Do you have an interest in Shinto? Looking for a handy online reference item to check information? Check out the Encyclopedia of Shinto.
The Encyclopedia of Shinto in an online translation of the Shintō jiten edited by the Institute for Japanese Culture and Classics and published by Kobundo in 1994. The site offers an added dimension from the book linking video, images, illustrations, photographs and sound files.
The original Shinto jiten is considered to be the most widely used reference resource on Shinto in Japan today. The Encyclopedia of Shinto is a project under Kokugakuin University’s 21st Century Centers of Excellence Program and hopes of the “establishment of of a national learning institute for the dissemination of research on Shinto and Japanese culture” with support of the Ministry of Education, Culture, Sports, Science, and Technology.
The Encyclopedia of Shinto is divided into 10 sections: 1. General Introduction, 2. Kami (Deities), 3. Institution and Administrative Practices, 4. Jinja (Shrines), 5. Rites and Festivals, 6. Belief and Practice, 7. Concept and Doctrines, 8. Schools, Groups, and Personalities, 9. Texts and Sources, and 10. Special Topics.
Other links include a link to all movies within the encyclopedia, Kokugakuin Digital Museum, Images of Shinto: A Beginners Pictorial Guide, Chapter Introductions in Chinese, German, French, Korean, and Russian, Articles in Translation, and a Glossary in kana and alphabetically.
Search and Navigation
The Guide to Usage section provides a good outline as to the arrangement of the Encyclopedia. It explains that the arrangement of online content follows the general topical organization of the original Shintō jiten.
Selecting any particular subcategory from the Home page leads to a page with an alphabetical listing of the entries for that subcategory. Each entry heading is accompanied with (approximately) the first fifty words of that entry’s text. After selecting an entry, a user is able to click on a speaker icon located next to the heading to hear the pronunciation of the entry. Some entries are accompanied with icons that indicate the inclusion of photographs (Shinshi for example) or videos (Kenpeishi for example) relevant to the entry.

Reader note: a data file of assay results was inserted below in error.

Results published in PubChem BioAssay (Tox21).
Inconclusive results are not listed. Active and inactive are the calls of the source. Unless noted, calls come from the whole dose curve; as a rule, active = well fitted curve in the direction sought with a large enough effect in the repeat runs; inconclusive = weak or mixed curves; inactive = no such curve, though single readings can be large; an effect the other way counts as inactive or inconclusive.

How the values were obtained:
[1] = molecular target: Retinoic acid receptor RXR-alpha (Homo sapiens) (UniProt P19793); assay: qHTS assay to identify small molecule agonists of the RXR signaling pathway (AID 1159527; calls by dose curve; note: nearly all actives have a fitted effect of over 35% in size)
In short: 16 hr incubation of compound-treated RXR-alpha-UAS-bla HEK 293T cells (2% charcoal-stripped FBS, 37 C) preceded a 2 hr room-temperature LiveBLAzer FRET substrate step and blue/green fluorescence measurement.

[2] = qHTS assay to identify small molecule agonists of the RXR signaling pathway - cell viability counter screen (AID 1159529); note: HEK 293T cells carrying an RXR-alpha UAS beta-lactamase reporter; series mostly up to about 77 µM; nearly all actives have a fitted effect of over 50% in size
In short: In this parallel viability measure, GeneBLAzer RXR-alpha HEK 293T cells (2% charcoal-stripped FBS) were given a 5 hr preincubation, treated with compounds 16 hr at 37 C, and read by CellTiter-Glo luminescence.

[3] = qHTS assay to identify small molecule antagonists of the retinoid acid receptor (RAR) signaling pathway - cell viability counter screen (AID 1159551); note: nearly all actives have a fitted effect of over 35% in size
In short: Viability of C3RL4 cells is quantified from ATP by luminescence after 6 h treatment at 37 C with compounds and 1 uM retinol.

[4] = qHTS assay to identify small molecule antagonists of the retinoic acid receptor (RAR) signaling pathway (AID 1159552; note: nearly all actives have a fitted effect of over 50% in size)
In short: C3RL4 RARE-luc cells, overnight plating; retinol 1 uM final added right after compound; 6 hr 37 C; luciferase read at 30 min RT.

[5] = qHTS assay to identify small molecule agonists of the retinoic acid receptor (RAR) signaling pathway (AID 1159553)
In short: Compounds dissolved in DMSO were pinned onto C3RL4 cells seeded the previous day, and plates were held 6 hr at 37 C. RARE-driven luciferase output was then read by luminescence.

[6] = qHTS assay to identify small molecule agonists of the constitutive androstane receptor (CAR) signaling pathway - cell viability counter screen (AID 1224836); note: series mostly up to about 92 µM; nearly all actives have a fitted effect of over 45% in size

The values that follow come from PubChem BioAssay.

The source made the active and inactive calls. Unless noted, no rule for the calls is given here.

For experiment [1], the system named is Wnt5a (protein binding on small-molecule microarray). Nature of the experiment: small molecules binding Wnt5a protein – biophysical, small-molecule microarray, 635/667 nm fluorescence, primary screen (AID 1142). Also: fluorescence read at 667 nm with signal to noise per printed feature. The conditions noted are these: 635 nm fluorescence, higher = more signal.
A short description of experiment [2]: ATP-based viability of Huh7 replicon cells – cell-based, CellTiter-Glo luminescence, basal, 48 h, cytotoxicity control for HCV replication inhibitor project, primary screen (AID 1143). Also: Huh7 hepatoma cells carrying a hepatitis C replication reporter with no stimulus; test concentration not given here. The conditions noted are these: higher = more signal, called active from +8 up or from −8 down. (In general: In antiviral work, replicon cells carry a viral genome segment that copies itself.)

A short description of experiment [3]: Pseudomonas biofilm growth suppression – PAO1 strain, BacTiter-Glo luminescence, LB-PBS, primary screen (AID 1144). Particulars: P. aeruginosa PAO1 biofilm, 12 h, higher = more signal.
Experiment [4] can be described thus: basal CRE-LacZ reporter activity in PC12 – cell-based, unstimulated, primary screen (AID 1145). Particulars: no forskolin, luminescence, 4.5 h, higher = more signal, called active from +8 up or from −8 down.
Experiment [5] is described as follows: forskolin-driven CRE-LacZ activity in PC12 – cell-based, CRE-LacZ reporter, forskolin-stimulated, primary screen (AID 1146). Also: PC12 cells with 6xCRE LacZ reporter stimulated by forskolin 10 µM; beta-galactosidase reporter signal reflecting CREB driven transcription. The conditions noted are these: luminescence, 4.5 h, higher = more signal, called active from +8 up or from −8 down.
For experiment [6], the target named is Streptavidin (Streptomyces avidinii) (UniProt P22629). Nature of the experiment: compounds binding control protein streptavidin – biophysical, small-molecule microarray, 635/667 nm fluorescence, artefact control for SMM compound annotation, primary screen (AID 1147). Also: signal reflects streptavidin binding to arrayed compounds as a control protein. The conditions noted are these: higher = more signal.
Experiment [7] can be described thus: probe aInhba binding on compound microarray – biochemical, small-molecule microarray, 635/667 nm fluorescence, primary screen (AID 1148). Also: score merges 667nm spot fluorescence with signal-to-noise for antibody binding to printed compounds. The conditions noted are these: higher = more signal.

A full-text search function allows for searches in either headings only or in headings and text. Boolean operators AND and OR are provided. When performing some search strings, I learned that exact phrase searches are not supported. Additionally, quotation marks are treated as part of the search string; using them to delimit a phrase can result in errors. Searches are performed as straight text strings and will locate strings of letters within the word itself. (A search for kami will also bring up searches that include Takamimusihi, for example.) Spaces before and after the search word will have no effect in delineating the search results either. For a searcher looking for a specific topic, utilizing the search function may be a bit cumbersome.
The original Shintō jiten is one of the most widely used general works of reference regarding Shinto in Japan today. By recreating this resource in a digital format, Kokugakuin University hopes to further growth of international research on Shinto and Japanese culture by both scholars, students, and those interested in Japan.
I encourage you to check out the Encyclopedia of Shinto and discover Japan’s unique culture!